The India leaks

BY MAYA RANGANATHAN| IN Media Practice | 27/03/2011
It follows then that barring a few cases which are supported by accounts of events that can be corroborated by other sources, Wikileaks is all about an American hegemonic view of the world.
Most of them seem to reaffirm knowledge rather than expose anything new, says MAYA RANGANATHAN Image credit:
The Hindu has managed to rock our ‘placid’ world yet again years after it laid bare the Bofors scandal. And it has patted itself on the back for being the only Indian paper worthy in Julian Assange’s eyes to share the confidential cables that US diplomats sent about the wheelings and dealings of Indian politicians. But this piece is not about The Hindu, whose  mysterious ways of working has already been exposed by one of its former journalists in this space. This is not even about Julian Assange or his judgments. This is about the response to ‘The India leaks’ and by extension the Wikileaks and what they imply in the realm of journalist credibility and objectivity.
The expose´ begun by The Hindu with no less than an introduction by editor N Ramon March 15 is without doubt fascinating, allowing as it does a peek into the murky world of Indian politics and politicians in a mediascape where scandal is dished out for breakfast, lunch, dinner and snacks too. But a fortnight hence, one is left wondering if indeed the Wikileaks that is based on US diplomats’ perceptions of the country and their confabulations with their Indian counterparts must be taken as gospel truth. Of course, this is a broad generalisation and some matters may have far more grains of truth than others.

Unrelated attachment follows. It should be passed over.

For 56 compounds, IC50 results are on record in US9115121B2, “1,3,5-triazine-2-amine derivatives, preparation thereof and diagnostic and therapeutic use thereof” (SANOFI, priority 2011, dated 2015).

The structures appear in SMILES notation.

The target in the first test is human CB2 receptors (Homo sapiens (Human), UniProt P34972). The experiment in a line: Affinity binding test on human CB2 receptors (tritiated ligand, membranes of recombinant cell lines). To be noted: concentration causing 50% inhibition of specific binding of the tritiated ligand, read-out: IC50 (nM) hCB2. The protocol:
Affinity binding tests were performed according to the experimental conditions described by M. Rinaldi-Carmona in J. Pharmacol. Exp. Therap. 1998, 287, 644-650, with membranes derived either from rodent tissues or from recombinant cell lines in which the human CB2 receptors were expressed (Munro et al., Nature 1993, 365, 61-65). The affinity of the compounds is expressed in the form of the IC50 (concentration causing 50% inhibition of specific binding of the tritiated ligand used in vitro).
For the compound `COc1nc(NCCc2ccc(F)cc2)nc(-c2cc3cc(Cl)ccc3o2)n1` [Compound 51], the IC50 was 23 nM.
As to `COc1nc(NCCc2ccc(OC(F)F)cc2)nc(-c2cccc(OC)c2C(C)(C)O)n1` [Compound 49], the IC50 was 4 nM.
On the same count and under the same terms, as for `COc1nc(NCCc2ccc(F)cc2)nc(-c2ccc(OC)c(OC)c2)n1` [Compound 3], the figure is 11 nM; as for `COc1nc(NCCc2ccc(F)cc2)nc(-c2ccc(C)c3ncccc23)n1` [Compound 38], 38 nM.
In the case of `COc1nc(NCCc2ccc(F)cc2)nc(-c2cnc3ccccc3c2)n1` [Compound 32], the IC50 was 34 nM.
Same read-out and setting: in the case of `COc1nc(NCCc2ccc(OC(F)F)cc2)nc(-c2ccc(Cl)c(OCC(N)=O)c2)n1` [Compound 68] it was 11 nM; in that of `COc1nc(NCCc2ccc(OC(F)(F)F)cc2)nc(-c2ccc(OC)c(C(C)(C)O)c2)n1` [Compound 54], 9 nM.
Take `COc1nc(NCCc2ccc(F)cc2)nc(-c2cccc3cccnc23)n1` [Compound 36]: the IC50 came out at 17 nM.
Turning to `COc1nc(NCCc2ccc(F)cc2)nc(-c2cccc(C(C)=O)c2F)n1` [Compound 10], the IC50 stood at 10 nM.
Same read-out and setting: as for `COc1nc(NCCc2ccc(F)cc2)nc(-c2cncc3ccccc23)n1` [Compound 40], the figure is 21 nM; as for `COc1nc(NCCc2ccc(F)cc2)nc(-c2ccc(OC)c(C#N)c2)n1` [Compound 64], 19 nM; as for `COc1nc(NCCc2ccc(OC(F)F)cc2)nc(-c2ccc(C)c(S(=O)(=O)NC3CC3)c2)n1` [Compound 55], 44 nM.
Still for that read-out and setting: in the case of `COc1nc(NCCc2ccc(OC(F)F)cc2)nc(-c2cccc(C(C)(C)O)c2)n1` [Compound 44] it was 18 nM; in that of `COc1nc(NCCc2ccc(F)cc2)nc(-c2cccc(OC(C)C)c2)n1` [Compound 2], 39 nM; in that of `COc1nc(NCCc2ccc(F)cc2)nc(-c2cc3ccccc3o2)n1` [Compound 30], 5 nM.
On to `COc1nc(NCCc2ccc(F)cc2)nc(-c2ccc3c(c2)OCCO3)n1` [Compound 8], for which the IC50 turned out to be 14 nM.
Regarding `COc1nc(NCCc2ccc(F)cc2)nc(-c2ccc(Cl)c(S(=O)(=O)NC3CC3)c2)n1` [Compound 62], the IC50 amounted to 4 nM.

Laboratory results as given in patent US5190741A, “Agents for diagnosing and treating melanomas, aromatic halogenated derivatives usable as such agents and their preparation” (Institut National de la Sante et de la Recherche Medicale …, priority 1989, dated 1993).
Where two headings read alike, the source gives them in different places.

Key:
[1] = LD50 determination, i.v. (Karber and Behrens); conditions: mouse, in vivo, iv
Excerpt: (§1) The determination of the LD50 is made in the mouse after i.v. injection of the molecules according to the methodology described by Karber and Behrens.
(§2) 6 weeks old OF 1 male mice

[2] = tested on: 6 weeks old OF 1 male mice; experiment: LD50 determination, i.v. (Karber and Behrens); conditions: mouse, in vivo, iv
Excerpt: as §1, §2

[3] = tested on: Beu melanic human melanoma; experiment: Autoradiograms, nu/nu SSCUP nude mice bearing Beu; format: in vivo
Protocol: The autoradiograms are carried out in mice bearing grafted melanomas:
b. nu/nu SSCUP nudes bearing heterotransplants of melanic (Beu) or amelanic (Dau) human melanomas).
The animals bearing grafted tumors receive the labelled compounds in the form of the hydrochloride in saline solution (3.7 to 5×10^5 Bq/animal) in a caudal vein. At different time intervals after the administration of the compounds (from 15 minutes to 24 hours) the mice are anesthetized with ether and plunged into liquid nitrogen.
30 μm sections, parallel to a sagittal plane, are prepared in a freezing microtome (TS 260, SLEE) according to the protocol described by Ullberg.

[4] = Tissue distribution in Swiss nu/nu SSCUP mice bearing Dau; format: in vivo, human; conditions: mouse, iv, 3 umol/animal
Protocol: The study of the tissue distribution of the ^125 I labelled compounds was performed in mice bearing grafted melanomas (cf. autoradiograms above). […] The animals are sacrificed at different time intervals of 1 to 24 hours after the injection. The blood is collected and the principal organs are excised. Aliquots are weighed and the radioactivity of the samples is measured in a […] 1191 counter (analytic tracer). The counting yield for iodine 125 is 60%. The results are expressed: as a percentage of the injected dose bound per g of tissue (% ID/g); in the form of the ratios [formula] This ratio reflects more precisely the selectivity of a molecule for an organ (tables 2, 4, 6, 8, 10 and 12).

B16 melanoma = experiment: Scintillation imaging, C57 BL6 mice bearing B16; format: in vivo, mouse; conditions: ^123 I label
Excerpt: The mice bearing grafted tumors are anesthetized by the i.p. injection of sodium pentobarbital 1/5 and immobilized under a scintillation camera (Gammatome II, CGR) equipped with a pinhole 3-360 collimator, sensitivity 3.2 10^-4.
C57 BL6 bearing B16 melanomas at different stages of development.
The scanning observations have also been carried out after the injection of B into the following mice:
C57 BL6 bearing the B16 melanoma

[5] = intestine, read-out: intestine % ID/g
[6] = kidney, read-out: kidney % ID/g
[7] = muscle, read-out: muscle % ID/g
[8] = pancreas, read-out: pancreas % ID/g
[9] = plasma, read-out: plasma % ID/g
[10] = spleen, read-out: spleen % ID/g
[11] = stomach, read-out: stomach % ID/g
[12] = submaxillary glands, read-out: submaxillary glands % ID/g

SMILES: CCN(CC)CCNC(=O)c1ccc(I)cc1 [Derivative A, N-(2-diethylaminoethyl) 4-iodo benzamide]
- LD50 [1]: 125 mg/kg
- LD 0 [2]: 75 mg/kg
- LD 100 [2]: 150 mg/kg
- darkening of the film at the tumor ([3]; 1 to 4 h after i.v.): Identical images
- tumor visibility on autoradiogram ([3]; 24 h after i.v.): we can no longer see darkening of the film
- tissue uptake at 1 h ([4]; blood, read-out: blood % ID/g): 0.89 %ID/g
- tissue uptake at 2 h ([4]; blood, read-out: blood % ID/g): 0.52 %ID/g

It could be argued much as Ram did in his introduction, “These American diplomats have been trained to listen, probe and prod, massage egos, milk sources, report, and write (supplying accessible and, at times, witty and elegant headings and sub-headings) to inform, analyse, and amuse - as though they were full-time journalists. Many of them work like wire service beavers: long lunches, yes, but very often, same day reports of important meetings. Few things escape their notice. Most of the time, they see Indian men, women, and matters through the reflected mirror of U.S. strategic interests and policy.”
However, the contentious claims in the above argument are two. First is that the American diplomats prod, probe and pass information “as though they were full-time journalists.” This sounds ominous in a country that has just witnessed the Radiagate scandal that exposed how full-time journalists work and with what aims. Secondly, these ‘efficient American diplomats’ “see Indian men, women, and matters through the reflected mirror of U.S. strategic interests and policy.”
It follows then that barring a few cases which are supported by accounts of events that can be corroborated by other sources that Wikileaks is all about an American hegemonic view of the world. In a world of ‘intensified globalised interconnectedness’ of movements of people and services, of linkages, is the Wikileaks by default the new voice of the US? It could again be argued that the cables do not always show the US in a favourable light. But unfortunately, this fact, as also the cultural dispositions that few journalists bring to the analysis of the information in the cables is often drowned in the cacophony that follows the release of the tapes in different countries.